According to a new report from the AP, pregnant teenagers are being seriously let down by a web of uneven education support programs that have been decimated by funding cuts in states such as Wisconsin and California. Though many public schools insist that they cannot afford "costly support programs," those programs are often the difference for pregnant or parenting teenagers, many of who are compelled to go over a school's allotted absences, between academic success and failure.
Data culled together by the CDC shows that about 400,000 girls between the ages of 15 and 19 gave birth in 2010, a rate of about 34 per 1,000. These numbers have prompted child advocates to push for schools to better comply with a 1972 law, which, according to the National Women's Law Center, bans sex discrimination in federally funded education programs and activities. The argument for greater enforcement of the 1972 law is, according to the center's vice president of education and employment Fatima Goss Graves, pretty straightforward: bolstering the public support system for pregnant teens would ultimately save taxpayers a whole tugboat full of money, since it would most likely give more young, single mothers a better chance at financial independence. However, in a time when state coffers are as bankrupt as the GOP's morality, programs like those helping pregnant teens are often the first victims in a series of draconian budget cuts.
Lawmakers in California, for instance, cut funding in 2008 for a previously successful program that helped pregnant teens cope with the added burden of schoolwork after ruling that the program was no longer mandatory and that schools could use that extra money for whatever, probably matching windpants for the mouth-breathing track team. Before that unfortunate funding cut, the program helped more than 100,000 pregnant and parenting students complete their classwork as well as connect with social services. In 2010, it had a 73 percent graduation rate, which the AP notes was very close to California's normal graduation rate. Program advocates and participants said that the program was very effective in keeping teens off of welfare and helping them graduate, but the proof of the program's effectiveness was evident in a cross-county comparison: the graduation rate for pregnant and parenting teens in counties without such a program was about 30 percent.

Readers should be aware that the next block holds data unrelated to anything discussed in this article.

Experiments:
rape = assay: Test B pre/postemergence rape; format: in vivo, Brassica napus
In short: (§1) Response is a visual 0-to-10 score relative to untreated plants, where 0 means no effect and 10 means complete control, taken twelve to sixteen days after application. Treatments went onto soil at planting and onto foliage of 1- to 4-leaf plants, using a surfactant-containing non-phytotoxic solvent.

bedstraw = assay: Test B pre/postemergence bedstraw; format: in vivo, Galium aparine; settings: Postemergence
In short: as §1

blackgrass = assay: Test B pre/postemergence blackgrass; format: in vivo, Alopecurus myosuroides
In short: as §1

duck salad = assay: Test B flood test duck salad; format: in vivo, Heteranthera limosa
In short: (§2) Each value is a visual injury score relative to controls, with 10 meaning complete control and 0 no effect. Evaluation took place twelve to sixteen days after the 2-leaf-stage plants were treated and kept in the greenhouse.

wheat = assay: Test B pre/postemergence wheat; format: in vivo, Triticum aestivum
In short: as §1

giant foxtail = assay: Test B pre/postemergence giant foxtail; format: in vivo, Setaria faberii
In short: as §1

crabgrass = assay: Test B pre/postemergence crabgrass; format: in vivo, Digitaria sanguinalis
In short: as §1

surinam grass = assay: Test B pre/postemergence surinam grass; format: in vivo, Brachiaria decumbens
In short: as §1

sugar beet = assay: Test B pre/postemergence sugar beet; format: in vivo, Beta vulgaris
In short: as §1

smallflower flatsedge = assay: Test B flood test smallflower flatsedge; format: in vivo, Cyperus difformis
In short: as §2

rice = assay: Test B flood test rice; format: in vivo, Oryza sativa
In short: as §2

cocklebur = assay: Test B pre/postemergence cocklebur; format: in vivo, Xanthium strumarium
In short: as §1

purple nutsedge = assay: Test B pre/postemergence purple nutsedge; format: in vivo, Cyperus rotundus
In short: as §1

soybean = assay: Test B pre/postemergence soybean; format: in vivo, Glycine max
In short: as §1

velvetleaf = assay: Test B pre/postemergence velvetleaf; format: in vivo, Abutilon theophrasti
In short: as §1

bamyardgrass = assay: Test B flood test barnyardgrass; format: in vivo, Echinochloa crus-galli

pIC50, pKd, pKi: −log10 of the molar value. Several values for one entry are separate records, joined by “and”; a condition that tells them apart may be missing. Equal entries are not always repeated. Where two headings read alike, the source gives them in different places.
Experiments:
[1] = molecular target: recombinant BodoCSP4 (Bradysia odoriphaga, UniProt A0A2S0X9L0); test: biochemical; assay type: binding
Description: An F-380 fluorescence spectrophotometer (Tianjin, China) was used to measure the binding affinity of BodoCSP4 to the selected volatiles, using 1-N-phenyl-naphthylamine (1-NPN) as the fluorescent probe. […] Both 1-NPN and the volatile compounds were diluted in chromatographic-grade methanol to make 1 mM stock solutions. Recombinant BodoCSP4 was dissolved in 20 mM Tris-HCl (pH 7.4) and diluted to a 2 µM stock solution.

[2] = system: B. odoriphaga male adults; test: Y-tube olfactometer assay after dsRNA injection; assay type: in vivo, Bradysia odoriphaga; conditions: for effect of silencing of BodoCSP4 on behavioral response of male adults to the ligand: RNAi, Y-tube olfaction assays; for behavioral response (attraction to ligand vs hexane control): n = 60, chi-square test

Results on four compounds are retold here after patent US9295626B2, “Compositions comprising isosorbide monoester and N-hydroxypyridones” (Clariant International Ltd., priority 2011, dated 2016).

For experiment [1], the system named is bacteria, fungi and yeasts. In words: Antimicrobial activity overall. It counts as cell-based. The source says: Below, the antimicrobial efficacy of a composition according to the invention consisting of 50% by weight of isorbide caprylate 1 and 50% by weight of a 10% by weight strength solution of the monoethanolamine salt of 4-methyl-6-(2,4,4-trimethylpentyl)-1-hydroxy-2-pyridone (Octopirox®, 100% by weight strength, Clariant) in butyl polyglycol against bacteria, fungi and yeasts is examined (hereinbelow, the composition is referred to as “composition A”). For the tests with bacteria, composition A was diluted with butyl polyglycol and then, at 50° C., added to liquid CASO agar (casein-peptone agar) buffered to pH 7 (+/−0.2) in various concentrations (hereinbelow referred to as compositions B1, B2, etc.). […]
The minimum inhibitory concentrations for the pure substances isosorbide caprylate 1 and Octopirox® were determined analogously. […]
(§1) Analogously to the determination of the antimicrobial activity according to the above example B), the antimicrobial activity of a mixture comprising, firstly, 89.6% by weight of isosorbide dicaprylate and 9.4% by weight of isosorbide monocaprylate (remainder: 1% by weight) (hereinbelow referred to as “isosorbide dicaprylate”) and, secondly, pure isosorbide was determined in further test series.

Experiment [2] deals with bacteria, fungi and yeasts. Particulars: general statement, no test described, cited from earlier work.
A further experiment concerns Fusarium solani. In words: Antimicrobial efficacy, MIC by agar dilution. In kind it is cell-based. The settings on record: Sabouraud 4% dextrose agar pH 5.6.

Around the rest of the country, support networks for pregnant and parenting teens are uneven at best, and, in several cases, such as the one of the Delhi Charter School in Louisiana, downright antagonistic. In Idaho, Nebraska, South Dakota, and Utah, the definition of "excused absence" does not cover the special circumstances under which pregnant teens need to handle their classwork and school commute, and some school districts in those states don't even grant an excused absence if a girl misses school to give birth.
Some states, including Pennsylvania and Florida, have implemented programs aimed at helping pregnant teens achieve in, or at least finish, school, despite the prevailing notion among certain people with the power to shape public policy and distribute taxpayer money that teen moms are chronic underachievers. Which, according to advocates who work to help these young women slog their way through coursework and early motherhood, is of course bullshit and such lawmakers need to avail themselves of a clue and stop restricting funds for programs that make teen motherhood just a bit less alienating.